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Does a stationary electron have a magnetic field?

  1. Jun 8, 2013 #1
    At first glance, it seems that, no, a stationary electron would not have a magnetic field associated with it, since we know that fields arise because of moving charges.

    However, if I understand the current description of the electron, it has an inherent quantum property called spin. This is nothing like what we normally think of, as in the spinning of a classical sphere around an axis of rotation (since then the electron would need to be spinning with an angular velocity far greater than the speed of light, which is impossible), but nevertheless, can give rise to a magnetic moment.
    (http://hyperphysics.phy-astr.gsu.edu/hbase/spin.html)

    But aren't magnetic moments associated with respective magnetic fields via the Biot-Savart Law? For example, we see that earth has both a magnetic moment, and a related field; in fact everywhere we see magnetic fields, and we can find out their related magnetic moments.
    (http://hyperphysics.phy-astr.gsu.edu/hbase/magnetic/biosav.html)

    So does an electron have an associated magnetic field because of its inherent quantum property of spin?
    And if it does not, then why does it display this deviation from what seems to be a dual relationship seen throughout nature?

    Thanks for helping me figure this out.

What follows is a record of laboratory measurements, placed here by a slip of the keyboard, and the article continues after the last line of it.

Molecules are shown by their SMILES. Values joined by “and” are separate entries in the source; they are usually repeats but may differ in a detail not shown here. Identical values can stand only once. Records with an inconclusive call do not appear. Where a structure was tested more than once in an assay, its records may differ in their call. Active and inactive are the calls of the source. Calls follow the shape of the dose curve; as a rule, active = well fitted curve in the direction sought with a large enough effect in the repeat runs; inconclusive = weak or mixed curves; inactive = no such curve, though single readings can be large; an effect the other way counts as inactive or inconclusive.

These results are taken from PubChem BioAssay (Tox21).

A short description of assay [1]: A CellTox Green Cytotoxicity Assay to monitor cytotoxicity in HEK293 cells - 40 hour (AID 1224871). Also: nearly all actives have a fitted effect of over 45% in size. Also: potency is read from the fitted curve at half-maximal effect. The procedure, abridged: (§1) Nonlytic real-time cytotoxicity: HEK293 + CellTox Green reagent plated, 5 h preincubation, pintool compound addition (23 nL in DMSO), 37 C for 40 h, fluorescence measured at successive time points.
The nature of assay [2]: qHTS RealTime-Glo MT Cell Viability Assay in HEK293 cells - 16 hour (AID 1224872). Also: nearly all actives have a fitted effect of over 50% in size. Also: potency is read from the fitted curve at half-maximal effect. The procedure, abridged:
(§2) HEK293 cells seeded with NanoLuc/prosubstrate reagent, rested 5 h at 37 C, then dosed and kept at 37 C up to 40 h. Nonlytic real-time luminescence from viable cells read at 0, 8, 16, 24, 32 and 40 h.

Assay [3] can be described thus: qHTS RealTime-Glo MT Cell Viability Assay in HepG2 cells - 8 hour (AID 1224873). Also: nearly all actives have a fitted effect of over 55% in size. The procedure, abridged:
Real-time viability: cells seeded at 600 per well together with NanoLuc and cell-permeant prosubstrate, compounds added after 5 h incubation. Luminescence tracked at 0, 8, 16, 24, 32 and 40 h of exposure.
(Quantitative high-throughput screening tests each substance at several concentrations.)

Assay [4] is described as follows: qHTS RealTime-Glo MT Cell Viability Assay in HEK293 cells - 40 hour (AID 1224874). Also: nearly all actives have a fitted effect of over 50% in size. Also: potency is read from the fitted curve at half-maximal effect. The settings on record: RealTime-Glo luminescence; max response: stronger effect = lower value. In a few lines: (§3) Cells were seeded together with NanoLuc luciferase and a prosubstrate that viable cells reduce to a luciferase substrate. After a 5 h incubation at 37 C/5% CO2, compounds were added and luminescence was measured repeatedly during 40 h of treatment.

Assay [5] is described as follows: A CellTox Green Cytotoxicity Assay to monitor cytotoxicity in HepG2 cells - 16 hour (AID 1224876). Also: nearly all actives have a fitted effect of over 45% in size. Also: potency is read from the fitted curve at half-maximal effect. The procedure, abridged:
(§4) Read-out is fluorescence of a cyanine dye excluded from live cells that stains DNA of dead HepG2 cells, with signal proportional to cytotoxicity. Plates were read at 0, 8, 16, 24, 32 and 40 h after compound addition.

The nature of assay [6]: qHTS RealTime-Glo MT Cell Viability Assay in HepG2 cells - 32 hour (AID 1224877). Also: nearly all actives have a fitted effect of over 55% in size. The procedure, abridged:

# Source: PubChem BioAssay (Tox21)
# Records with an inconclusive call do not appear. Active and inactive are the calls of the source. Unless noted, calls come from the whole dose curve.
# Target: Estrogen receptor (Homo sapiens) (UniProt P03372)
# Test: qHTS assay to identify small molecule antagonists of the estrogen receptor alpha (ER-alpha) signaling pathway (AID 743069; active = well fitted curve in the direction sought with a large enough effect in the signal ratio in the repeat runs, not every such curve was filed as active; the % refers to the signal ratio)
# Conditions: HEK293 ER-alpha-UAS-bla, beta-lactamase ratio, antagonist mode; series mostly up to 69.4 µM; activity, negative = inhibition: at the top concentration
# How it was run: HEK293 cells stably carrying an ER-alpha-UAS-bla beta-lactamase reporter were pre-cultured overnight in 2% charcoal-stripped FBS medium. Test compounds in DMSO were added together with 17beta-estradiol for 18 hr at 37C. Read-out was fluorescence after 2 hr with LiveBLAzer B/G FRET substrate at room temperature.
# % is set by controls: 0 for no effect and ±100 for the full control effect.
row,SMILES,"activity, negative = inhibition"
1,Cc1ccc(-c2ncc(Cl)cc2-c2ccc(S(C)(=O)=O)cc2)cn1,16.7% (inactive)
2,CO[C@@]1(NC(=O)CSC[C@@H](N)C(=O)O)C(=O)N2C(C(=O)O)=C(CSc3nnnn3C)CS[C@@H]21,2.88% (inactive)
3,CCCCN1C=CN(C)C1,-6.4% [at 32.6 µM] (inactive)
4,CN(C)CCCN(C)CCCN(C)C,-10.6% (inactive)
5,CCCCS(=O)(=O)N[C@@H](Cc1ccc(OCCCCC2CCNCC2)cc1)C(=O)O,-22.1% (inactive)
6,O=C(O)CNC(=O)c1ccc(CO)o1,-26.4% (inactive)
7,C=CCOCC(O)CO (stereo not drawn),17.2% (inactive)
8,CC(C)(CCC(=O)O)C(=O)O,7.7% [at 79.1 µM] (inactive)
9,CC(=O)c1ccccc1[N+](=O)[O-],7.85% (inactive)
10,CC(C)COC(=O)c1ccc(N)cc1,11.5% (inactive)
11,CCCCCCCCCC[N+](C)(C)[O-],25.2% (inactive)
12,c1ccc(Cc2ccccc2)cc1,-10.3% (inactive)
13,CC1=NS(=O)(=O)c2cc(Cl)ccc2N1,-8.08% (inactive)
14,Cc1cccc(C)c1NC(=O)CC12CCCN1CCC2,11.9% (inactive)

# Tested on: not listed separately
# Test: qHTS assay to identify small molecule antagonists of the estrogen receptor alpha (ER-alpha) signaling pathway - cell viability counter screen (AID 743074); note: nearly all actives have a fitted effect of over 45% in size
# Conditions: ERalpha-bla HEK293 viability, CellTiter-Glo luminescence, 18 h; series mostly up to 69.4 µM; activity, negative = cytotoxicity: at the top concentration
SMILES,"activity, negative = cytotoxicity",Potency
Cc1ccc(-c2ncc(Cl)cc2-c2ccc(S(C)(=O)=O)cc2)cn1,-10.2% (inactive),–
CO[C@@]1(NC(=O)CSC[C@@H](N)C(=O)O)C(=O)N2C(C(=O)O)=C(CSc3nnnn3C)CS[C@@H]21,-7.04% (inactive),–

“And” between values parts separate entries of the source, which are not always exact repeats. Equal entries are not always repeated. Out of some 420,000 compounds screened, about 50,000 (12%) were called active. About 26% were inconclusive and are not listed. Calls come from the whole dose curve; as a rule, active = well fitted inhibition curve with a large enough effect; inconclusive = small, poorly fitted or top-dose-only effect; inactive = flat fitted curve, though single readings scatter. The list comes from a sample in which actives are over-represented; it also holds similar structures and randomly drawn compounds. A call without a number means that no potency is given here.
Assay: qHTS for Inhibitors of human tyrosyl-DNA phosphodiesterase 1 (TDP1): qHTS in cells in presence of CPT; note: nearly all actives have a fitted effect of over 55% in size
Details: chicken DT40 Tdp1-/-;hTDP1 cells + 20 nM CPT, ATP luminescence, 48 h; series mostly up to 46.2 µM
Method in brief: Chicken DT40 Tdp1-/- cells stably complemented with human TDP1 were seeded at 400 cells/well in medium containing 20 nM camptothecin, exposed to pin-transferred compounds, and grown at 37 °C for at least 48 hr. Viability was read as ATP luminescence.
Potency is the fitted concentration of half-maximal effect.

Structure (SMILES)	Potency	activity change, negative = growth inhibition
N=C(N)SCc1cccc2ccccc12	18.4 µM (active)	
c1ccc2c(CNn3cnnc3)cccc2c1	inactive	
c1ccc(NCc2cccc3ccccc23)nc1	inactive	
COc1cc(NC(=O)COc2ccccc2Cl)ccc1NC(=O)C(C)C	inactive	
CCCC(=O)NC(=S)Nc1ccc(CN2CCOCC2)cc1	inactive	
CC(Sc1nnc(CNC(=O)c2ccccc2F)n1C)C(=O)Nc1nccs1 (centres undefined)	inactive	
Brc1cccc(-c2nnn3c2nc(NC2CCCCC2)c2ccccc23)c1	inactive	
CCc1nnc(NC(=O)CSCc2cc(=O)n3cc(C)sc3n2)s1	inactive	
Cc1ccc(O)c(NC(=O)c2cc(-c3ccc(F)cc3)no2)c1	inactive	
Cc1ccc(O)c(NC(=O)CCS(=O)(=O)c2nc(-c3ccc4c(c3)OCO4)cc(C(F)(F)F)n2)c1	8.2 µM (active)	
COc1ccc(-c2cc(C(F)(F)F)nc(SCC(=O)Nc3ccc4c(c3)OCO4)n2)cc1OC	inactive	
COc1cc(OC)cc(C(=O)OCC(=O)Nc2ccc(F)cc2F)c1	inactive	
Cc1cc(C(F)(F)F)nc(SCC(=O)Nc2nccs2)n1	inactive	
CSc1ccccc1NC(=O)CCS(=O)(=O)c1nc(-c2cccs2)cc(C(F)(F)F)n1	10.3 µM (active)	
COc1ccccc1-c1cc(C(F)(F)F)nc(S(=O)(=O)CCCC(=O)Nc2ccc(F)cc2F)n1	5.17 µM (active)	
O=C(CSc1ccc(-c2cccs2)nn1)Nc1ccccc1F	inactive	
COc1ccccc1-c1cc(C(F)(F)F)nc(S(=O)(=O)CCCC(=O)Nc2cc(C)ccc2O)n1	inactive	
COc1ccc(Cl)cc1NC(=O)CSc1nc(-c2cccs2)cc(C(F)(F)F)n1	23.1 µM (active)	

(note: this is an unanswered question from one of my previous threads)
     
  2. jcsd
  3. Jun 8, 2013 #2
    A magnetic moment that doesn't produce a magnetic field is a contradiction in terms. A stationary electron does have a magnetic moment, which produces a dipole magnetic field around the electron. The magnetic moment is aligned with the electron's spin, and the two are related. I think that in general any charged particle with nonzero spin will have a magnetic moment aligned with its spin.

    A spinning classical charged sphere of finite radius also has a dipole moment aligned with its spin and will generate a magnetic field. If you try to model the electron as a classical sphere like this, however, you will predict the wrong value for the gyromagnetic ratio.
     
    Last edited: Jun 8, 2013
  4. Jun 8, 2013 #3
    Ok awesome, thanks for clarifying that...I had suspected as much, but was worried that if I out and said it, someone would bite my head off for being wrong, so I phrased it as a question. My head takes time to regrow :)
     
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